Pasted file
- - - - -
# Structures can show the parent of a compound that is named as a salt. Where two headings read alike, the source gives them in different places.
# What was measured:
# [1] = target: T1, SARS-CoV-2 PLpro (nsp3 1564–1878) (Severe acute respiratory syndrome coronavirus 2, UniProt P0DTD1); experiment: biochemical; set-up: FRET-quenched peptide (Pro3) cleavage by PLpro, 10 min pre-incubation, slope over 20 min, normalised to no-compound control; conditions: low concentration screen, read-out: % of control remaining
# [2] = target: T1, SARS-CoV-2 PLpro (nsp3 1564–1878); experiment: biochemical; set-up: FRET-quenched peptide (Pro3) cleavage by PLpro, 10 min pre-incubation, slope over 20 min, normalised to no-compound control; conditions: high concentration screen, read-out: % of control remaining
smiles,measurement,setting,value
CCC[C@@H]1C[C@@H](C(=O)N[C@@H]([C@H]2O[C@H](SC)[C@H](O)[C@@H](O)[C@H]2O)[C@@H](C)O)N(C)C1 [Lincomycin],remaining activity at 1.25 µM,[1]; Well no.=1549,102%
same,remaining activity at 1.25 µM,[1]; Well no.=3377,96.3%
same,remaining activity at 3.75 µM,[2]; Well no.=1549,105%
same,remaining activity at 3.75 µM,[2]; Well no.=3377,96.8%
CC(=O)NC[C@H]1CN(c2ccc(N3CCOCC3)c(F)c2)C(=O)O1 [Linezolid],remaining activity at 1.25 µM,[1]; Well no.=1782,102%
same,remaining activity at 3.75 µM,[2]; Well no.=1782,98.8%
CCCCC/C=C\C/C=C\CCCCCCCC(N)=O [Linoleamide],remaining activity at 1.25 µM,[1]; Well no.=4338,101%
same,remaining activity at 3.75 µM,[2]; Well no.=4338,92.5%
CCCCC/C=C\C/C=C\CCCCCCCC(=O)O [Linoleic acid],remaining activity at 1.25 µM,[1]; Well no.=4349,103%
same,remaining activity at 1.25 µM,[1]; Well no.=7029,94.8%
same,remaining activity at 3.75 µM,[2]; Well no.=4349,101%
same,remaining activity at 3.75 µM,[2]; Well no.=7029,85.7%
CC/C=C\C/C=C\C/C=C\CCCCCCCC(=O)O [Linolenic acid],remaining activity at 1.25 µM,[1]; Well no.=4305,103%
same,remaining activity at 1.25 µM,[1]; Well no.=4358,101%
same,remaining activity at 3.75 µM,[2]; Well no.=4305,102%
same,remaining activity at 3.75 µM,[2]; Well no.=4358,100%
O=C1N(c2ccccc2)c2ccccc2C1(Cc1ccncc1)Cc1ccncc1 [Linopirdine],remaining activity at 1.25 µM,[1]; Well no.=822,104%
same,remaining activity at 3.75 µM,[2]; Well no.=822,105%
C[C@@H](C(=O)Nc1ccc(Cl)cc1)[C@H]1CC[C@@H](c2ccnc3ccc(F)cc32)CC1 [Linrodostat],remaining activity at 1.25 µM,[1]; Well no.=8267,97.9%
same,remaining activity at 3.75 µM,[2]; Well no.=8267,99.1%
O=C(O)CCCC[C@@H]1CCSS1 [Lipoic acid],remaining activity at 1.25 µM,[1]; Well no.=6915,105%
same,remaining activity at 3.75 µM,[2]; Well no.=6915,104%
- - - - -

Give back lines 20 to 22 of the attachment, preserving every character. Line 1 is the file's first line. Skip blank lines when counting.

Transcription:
same,remaining activity at 3.75 µM,[2]; Well no.=4305,102%
same,remaining activity at 3.75 µM,[2]; Well no.=4358,100%
O=C1N(c2ccccc2)c2ccccc2C1(Cc1ccncc1)Cc1ccncc1 [Linopirdine],remaining activity at 1.25 µM,[1]; Well no.=822,104%